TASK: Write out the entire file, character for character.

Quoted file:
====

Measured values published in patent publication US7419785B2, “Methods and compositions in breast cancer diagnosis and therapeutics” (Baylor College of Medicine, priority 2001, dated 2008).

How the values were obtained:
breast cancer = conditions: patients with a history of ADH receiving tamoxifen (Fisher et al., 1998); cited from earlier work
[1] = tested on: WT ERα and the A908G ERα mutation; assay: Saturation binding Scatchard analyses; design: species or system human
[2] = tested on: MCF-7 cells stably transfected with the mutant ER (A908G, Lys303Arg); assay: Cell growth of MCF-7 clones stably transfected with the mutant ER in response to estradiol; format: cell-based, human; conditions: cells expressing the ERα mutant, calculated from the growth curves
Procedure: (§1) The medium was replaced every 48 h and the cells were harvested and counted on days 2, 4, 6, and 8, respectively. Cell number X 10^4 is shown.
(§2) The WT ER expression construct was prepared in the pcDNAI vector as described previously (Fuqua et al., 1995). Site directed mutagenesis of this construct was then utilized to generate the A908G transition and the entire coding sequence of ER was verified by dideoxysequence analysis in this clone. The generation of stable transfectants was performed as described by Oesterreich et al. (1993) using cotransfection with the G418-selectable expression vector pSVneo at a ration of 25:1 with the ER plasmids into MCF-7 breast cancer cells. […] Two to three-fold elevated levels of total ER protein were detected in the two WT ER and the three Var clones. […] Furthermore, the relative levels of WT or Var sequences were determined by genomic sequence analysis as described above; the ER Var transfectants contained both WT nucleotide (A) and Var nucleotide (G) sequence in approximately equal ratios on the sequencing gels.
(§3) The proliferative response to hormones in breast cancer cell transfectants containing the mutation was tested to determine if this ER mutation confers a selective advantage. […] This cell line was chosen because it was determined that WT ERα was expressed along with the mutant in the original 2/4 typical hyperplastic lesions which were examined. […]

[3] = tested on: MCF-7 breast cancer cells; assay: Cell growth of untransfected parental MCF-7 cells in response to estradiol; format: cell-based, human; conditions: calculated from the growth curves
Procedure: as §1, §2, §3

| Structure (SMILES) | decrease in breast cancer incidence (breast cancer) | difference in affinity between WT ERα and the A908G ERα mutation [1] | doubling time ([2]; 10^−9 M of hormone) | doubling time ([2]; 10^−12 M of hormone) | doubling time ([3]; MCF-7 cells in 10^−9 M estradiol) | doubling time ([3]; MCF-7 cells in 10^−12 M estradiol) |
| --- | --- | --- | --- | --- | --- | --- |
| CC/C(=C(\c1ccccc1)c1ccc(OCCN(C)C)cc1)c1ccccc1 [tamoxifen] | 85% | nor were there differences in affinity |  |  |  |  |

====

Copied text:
Measured values published in patent publication US7419785B2, “Methods and compositions in breast cancer diagnosis and therapeutics” (Baylor College of Medicine, priority 2001, dated 2008).

How the values were obtained:
breast cancer = conditions: patients with a history of ADH receiving tamoxifen (Fisher et al., 1998); cited from earlier work
[1] = tested on: WT ERα and the A908G ERα mutation; assay: Saturation binding Scatchard analyses; design: species or system human
[2] = tested on: MCF-7 cells stably transfected with the mutant ER (A908G, Lys303Arg); assay: Cell growth of MCF-7 clones stably transfected with the mutant ER in response to estradiol; format: cell-based, human; conditions: cells expressing the ERα mutant, calculated from the growth curves
Procedure: (§1) The medium was replaced every 48 h and the cells were harvested and counted on days 2, 4, 6, and 8, respectively. Cell number X 10^4 is shown.
(§2) The WT ER expression construct was prepared in the pcDNAI vector as described previously (Fuqua et al., 1995). Site directed mutagenesis of this construct was then utilized to generate the A908G transition and the entire coding sequence of ER was verified by dideoxysequence analysis in this clone. The generation of stable transfectants was performed as described by Oesterreich et al. (1993) using cotransfection with the G418-selectable expression vector pSVneo at a ration of 25:1 with the ER plasmids into MCF-7 breast cancer cells. […] Two to three-fold elevated levels of total ER protein were detected in the two WT ER and the three Var clones. […] Furthermore, the relative levels of WT or Var sequences were determined by genomic sequence analysis as described above; the ER Var transfectants contained both WT nucleotide (A) and Var nucleotide (G) sequence in approximately equal ratios on the sequencing gels.
(§3) The proliferative response to hormones in breast cancer cell transfectants containing the mutation was tested to determine if this ER mutation confers a selective advantage. […] This cell line was chosen because it was determined that WT ERα was expressed along with the mutant in the original 2/4 typical hyperplastic lesions which were examined. […]

[3] = tested on: MCF-7 breast cancer cells; assay: Cell growth of untransfected parental MCF-7 cells in response to estradiol; format: cell-based, human; conditions: calculated from the growth curves
Procedure: as §1, §2, §3

| Structure (SMILES) | decrease in breast cancer incidence (breast cancer) | difference in affinity between WT ERα and the A908G ERα mutation [1] | doubling time ([2]; 10^−9 M of hormone) | doubling time ([2]; 10^−12 M of hormone) | doubling time ([3]; MCF-7 cells in 10^−9 M estradiol) | doubling time ([3]; MCF-7 cells in 10^−12 M estradiol) |
| --- | --- | --- | --- | --- | --- | --- |
| CC/C(=C(\c1ccccc1)c1ccc(OCCN(C)C)cc1)c1ccccc1 [tamoxifen] | 85% | nor were there differences in affinity |  |  |  |  |